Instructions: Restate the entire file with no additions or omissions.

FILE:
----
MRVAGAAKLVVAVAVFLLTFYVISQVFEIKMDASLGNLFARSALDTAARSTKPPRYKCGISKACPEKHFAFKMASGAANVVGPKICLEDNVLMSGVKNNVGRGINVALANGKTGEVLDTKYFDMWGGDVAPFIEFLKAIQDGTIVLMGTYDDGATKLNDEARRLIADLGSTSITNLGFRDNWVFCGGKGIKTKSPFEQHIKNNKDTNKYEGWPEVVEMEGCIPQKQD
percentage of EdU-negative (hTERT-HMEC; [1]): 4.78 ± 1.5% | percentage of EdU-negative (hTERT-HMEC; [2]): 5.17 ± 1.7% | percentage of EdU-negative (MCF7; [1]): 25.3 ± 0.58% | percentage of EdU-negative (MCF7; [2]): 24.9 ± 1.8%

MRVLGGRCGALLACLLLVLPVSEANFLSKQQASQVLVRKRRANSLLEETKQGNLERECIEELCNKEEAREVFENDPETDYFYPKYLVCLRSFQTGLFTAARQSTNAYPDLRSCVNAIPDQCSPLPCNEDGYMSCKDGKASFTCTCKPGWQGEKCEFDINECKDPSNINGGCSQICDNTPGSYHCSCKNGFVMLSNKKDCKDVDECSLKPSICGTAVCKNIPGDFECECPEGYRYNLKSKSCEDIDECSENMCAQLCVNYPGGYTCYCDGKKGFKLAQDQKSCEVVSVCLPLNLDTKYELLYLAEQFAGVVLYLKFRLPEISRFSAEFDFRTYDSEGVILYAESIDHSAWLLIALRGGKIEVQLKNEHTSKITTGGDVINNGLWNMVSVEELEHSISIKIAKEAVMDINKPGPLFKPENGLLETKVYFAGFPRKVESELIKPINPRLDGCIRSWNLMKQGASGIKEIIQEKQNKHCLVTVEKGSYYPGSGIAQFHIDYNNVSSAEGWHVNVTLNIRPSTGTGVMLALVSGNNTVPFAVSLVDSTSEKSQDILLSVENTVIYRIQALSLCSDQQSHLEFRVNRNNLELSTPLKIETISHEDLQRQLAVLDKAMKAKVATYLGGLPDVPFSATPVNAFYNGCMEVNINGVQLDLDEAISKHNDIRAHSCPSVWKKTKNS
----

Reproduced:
MRVAGAAKLVVAVAVFLLTFYVISQVFEIKMDASLGNLFARSALDTAARSTKPPRYKCGISKACPEKHFAFKMASGAANVVGPKICLEDNVLMSGVKNNVGRGINVALANGKTGEVLDTKYFDMWGGDVAPFIEFLKAIQDGTIVLMGTYDDGATKLNDEARRLIADLGSTSITNLGFRDNWVFCGGKGIKTKSPFEQHIKNNKDTNKYEGWPEVVEMEGCIPQKQD
percentage of EdU-negative (hTERT-HMEC; [1]): 4.78 ± 1.5% | percentage of EdU-negative (hTERT-HMEC; [2]): 5.17 ± 1.7% | percentage of EdU-negative (MCF7; [1]): 25.3 ± 0.58% | percentage of EdU-negative (MCF7; [2]): 24.9 ± 1.8%

MRVLGGRCGALLACLLLVLPVSEANFLSKQQASQVLVRKRRANSLLEETKQGNLERECIEELCNKEEAREVFENDPETDYFYPKYLVCLRSFQTGLFTAARQSTNAYPDLRSCVNAIPDQCSPLPCNEDGYMSCKDGKASFTCTCKPGWQGEKCEFDINECKDPSNINGGCSQICDNTPGSYHCSCKNGFVMLSNKKDCKDVDECSLKPSICGTAVCKNIPGDFECECPEGYRYNLKSKSCEDIDECSENMCAQLCVNYPGGYTCYCDGKKGFKLAQDQKSCEVVSVCLPLNLDTKYELLYLAEQFAGVVLYLKFRLPEISRFSAEFDFRTYDSEGVILYAESIDHSAWLLIALRGGKIEVQLKNEHTSKITTGGDVINNGLWNMVSVEELEHSISIKIAKEAVMDINKPGPLFKPENGLLETKVYFAGFPRKVESELIKPINPRLDGCIRSWNLMKQGASGIKEIIQEKQNKHCLVTVEKGSYYPGSGIAQFHIDYNNVSSAEGWHVNVTLNIRPSTGTGVMLALVSGNNTVPFAVSLVDSTSEKSQDILLSVENTVIYRIQALSLCSDQQSHLEFRVNRNNLELSTPLKIETISHEDLQRQLAVLDKAMKAKVATYLGGLPDVPFSATPVNAFYNGCMEVNINGVQLDLDEAISKHNDIRAHSCPSVWKKTKNS